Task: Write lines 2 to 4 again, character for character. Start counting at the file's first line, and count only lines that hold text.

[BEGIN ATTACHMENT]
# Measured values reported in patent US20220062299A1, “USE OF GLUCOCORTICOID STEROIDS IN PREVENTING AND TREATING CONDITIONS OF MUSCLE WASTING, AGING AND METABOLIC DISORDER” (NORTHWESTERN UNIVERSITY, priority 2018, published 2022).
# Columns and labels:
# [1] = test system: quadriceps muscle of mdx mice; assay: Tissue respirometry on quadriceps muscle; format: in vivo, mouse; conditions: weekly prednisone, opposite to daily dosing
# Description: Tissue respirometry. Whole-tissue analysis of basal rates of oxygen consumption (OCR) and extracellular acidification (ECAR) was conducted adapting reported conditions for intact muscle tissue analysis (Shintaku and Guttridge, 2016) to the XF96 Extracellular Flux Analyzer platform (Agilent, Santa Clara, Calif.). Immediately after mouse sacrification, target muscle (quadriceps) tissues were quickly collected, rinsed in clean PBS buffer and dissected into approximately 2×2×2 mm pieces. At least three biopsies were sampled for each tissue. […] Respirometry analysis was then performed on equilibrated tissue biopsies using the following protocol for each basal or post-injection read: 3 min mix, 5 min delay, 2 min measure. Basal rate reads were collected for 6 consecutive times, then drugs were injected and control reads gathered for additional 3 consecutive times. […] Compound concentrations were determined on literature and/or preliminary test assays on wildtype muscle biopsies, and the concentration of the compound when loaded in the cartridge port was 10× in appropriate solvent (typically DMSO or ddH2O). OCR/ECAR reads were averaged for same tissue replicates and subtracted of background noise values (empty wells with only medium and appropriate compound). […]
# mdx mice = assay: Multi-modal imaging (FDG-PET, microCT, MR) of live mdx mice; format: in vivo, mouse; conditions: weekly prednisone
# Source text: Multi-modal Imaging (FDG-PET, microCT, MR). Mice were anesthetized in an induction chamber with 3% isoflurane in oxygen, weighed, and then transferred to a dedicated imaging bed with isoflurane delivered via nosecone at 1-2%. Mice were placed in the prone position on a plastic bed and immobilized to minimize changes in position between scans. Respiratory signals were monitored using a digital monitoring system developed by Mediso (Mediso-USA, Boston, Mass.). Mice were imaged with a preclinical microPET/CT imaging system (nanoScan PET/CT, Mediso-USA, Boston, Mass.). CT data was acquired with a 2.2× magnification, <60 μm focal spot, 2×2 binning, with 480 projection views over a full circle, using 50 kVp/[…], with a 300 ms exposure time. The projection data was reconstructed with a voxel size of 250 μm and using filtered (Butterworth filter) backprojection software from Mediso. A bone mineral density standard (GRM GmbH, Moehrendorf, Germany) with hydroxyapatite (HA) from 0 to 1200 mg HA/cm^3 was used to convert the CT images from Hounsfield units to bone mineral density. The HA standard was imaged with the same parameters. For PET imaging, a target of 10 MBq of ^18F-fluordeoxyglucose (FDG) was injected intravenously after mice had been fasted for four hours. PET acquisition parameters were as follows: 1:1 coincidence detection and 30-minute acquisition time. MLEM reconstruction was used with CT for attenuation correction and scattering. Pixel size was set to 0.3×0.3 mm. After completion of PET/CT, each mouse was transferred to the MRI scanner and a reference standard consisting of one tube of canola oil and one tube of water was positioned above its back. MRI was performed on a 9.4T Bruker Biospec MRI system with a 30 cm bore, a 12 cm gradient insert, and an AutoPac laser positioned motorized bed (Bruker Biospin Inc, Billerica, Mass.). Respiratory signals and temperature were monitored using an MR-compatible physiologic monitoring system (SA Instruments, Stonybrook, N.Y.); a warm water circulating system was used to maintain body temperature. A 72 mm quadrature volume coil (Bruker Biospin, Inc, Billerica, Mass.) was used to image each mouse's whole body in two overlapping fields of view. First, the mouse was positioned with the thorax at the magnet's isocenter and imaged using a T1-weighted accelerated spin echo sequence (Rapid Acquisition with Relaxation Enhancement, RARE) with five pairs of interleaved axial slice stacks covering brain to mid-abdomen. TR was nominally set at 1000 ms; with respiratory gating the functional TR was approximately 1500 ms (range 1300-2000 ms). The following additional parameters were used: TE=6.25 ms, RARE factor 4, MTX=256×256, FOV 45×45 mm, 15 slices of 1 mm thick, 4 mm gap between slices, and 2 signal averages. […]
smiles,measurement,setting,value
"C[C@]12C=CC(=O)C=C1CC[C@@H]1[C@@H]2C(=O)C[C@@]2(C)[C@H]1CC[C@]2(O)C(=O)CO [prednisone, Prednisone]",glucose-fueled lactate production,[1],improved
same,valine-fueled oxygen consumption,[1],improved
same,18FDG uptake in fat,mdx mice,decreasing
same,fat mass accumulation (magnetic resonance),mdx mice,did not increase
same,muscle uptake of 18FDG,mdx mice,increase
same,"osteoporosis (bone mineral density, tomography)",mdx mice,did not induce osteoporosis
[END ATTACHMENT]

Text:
# Columns and labels:
# [1] = test system: quadriceps muscle of mdx mice; assay: Tissue respirometry on quadriceps muscle; format: in vivo, mouse; conditions: weekly prednisone, opposite to daily dosing
# Description: Tissue respirometry. Whole-tissue analysis of basal rates of oxygen consumption (OCR) and extracellular acidification (ECAR) was conducted adapting reported conditions for intact muscle tissue analysis (Shintaku and Guttridge, 2016) to the XF96 Extracellular Flux Analyzer platform (Agilent, Santa Clara, Calif.). Immediately after mouse sacrification, target muscle (quadriceps) tissues were quickly collected, rinsed in clean PBS buffer and dissected into approximately 2×2×2 mm pieces. At least three biopsies were sampled for each tissue. […] Respirometry analysis was then performed on equilibrated tissue biopsies using the following protocol for each basal or post-injection read: 3 min mix, 5 min delay, 2 min measure. Basal rate reads were collected for 6 consecutive times, then drugs were injected and control reads gathered for additional 3 consecutive times. […] Compound concentrations were determined on literature and/or preliminary test assays on wildtype muscle biopsies, and the concentration of the compound when loaded in the cartridge port was 10× in appropriate solvent (typically DMSO or ddH2O). OCR/ECAR reads were averaged for same tissue replicates and subtracted of background noise values (empty wells with only medium and appropriate compound). […]